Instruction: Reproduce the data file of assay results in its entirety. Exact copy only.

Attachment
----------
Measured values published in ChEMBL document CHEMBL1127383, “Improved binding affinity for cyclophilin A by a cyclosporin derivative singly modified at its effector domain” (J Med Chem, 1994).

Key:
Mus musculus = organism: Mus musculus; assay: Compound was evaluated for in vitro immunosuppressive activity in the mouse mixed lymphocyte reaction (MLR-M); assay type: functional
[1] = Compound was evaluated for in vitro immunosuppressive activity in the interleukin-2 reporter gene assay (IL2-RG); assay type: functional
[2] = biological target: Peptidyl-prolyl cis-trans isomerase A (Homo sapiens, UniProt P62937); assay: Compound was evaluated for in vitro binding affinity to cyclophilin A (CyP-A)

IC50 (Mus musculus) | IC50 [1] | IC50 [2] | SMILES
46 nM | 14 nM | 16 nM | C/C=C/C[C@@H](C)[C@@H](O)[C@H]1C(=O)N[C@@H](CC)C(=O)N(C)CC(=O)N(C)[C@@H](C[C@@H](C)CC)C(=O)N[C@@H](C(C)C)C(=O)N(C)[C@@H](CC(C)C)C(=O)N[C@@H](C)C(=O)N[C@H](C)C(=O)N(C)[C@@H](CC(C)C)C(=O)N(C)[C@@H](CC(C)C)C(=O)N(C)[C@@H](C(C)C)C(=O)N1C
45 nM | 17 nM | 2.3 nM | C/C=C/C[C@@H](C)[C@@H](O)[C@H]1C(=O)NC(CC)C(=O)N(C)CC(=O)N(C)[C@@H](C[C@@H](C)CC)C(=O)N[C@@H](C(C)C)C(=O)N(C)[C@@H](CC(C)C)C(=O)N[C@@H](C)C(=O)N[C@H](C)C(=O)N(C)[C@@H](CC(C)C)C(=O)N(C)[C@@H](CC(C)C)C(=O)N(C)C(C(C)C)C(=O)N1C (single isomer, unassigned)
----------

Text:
Measured values published in ChEMBL document CHEMBL1127383, “Improved binding affinity for cyclophilin A by a cyclosporin derivative singly modified at its effector domain” (J Med Chem, 1994).

Key:
Mus musculus = organism: Mus musculus; assay: Compound was evaluated for in vitro immunosuppressive activity in the mouse mixed lymphocyte reaction (MLR-M); assay type: functional
[1] = Compound was evaluated for in vitro immunosuppressive activity in the interleukin-2 reporter gene assay (IL2-RG); assay type: functional
[2] = biological target: Peptidyl-prolyl cis-trans isomerase A (Homo sapiens, UniProt P62937); assay: Compound was evaluated for in vitro binding affinity to cyclophilin A (CyP-A)

IC50 (Mus musculus) | IC50 [1] | IC50 [2] | SMILES
46 nM | 14 nM | 16 nM | C/C=C/C[C@@H](C)[C@@H](O)[C@H]1C(=O)N[C@@H](CC)C(=O)N(C)CC(=O)N(C)[C@@H](C[C@@H](C)CC)C(=O)N[C@@H](C(C)C)C(=O)N(C)[C@@H](CC(C)C)C(=O)N[C@@H](C)C(=O)N[C@H](C)C(=O)N(C)[C@@H](CC(C)C)C(=O)N(C)[C@@H](CC(C)C)C(=O)N(C)[C@@H](C(C)C)C(=O)N1C
45 nM | 17 nM | 2.3 nM | C/C=C/C[C@@H](C)[C@@H](O)[C@H]1C(=O)NC(CC)C(=O)N(C)CC(=O)N(C)[C@@H](C[C@@H](C)CC)C(=O)N[C@@H](C(C)C)C(=O)N(C)[C@@H](CC(C)C)C(=O)N[C@@H](C)C(=O)N[C@H](C)C(=O)N(C)[C@@H](CC(C)C)C(=O)N(C)[C@@H](CC(C)C)C(=O)N(C)C(C(C)C)C(=O)N1C (single isomer, unassigned)